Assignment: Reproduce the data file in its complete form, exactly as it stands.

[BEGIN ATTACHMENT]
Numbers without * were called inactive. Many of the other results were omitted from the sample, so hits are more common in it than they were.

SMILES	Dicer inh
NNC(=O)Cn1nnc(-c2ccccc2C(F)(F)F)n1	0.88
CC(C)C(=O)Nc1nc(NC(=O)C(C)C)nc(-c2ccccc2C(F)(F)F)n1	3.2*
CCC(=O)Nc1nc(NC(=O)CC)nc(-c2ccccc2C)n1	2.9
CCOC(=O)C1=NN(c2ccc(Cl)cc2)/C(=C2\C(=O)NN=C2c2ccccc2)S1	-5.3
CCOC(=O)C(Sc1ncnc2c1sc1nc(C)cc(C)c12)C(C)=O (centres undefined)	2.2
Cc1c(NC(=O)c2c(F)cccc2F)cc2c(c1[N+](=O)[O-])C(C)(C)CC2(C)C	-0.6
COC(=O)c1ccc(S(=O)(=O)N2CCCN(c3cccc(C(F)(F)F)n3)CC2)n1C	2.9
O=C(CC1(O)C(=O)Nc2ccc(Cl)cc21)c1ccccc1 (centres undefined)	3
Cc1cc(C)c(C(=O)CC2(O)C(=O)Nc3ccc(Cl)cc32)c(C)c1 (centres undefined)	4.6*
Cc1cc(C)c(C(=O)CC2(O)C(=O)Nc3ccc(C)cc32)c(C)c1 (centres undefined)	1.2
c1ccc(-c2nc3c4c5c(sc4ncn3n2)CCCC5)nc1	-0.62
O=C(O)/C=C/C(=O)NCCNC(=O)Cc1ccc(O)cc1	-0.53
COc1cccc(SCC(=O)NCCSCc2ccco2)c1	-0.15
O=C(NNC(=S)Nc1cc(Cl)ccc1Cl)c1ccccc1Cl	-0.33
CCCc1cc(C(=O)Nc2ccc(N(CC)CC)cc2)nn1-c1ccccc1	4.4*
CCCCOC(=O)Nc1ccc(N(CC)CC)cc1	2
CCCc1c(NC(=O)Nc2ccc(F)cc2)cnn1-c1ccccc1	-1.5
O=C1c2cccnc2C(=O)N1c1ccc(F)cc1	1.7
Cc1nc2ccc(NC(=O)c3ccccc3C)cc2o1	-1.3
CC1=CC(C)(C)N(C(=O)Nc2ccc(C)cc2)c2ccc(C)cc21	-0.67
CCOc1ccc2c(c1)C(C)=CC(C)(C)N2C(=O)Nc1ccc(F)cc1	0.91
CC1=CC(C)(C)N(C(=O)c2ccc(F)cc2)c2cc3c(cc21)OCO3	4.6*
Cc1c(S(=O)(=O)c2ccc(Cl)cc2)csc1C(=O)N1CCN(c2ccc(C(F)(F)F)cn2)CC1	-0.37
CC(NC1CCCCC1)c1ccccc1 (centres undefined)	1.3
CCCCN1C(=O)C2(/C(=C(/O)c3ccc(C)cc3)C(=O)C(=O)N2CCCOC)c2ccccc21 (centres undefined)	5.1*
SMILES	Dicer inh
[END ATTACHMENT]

Numbers without * were called inactive. Many of the other results were omitted from the sample, so hits are more common in it than they were.

SMILES	Dicer inh
NNC(=O)Cn1nnc(-c2ccccc2C(F)(F)F)n1	0.88
CC(C)C(=O)Nc1nc(NC(=O)C(C)C)nc(-c2ccccc2C(F)(F)F)n1	3.2*
CCC(=O)Nc1nc(NC(=O)CC)nc(-c2ccccc2C)n1	2.9
CCOC(=O)C1=NN(c2ccc(Cl)cc2)/C(=C2\C(=O)NN=C2c2ccccc2)S1	-5.3
CCOC(=O)C(Sc1ncnc2c1sc1nc(C)cc(C)c12)C(C)=O (centres undefined)	2.2
Cc1c(NC(=O)c2c(F)cccc2F)cc2c(c1[N+](=O)[O-])C(C)(C)CC2(C)C	-0.6
COC(=O)c1ccc(S(=O)(=O)N2CCCN(c3cccc(C(F)(F)F)n3)CC2)n1C	2.9
O=C(CC1(O)C(=O)Nc2ccc(Cl)cc21)c1ccccc1 (centres undefined)	3
Cc1cc(C)c(C(=O)CC2(O)C(=O)Nc3ccc(Cl)cc32)c(C)c1 (centres undefined)	4.6*
Cc1cc(C)c(C(=O)CC2(O)C(=O)Nc3ccc(C)cc32)c(C)c1 (centres undefined)	1.2
c1ccc(-c2nc3c4c5c(sc4ncn3n2)CCCC5)nc1	-0.62
O=C(O)/C=C/C(=O)NCCNC(=O)Cc1ccc(O)cc1	-0.53
COc1cccc(SCC(=O)NCCSCc2ccco2)c1	-0.15
O=C(NNC(=S)Nc1cc(Cl)ccc1Cl)c1ccccc1Cl	-0.33
CCCc1cc(C(=O)Nc2ccc(N(CC)CC)cc2)nn1-c1ccccc1	4.4*
CCCCOC(=O)Nc1ccc(N(CC)CC)cc1	2
CCCc1c(NC(=O)Nc2ccc(F)cc2)cnn1-c1ccccc1	-1.5
O=C1c2cccnc2C(=O)N1c1ccc(F)cc1	1.7
Cc1nc2ccc(NC(=O)c3ccccc3C)cc2o1	-1.3
CC1=CC(C)(C)N(C(=O)Nc2ccc(C)cc2)c2ccc(C)cc21	-0.67
CCOc1ccc2c(c1)C(C)=CC(C)(C)N2C(=O)Nc1ccc(F)cc1	0.91
CC1=CC(C)(C)N(C(=O)c2ccc(F)cc2)c2cc3c(cc21)OCO3	4.6*
Cc1c(S(=O)(=O)c2ccc(Cl)cc2)csc1C(=O)N1CCN(c2ccc(C(F)(F)F)cn2)CC1	-0.37
CC(NC1CCCCC1)c1ccccc1 (centres undefined)	1.3
CCCCN1C(=O)C2(/C(=C(/O)c3ccc(C)cc3)C(=O)C(=O)N2CCCOC)c2ccccc21 (centres undefined)	5.1*
SMILES	Dicer inh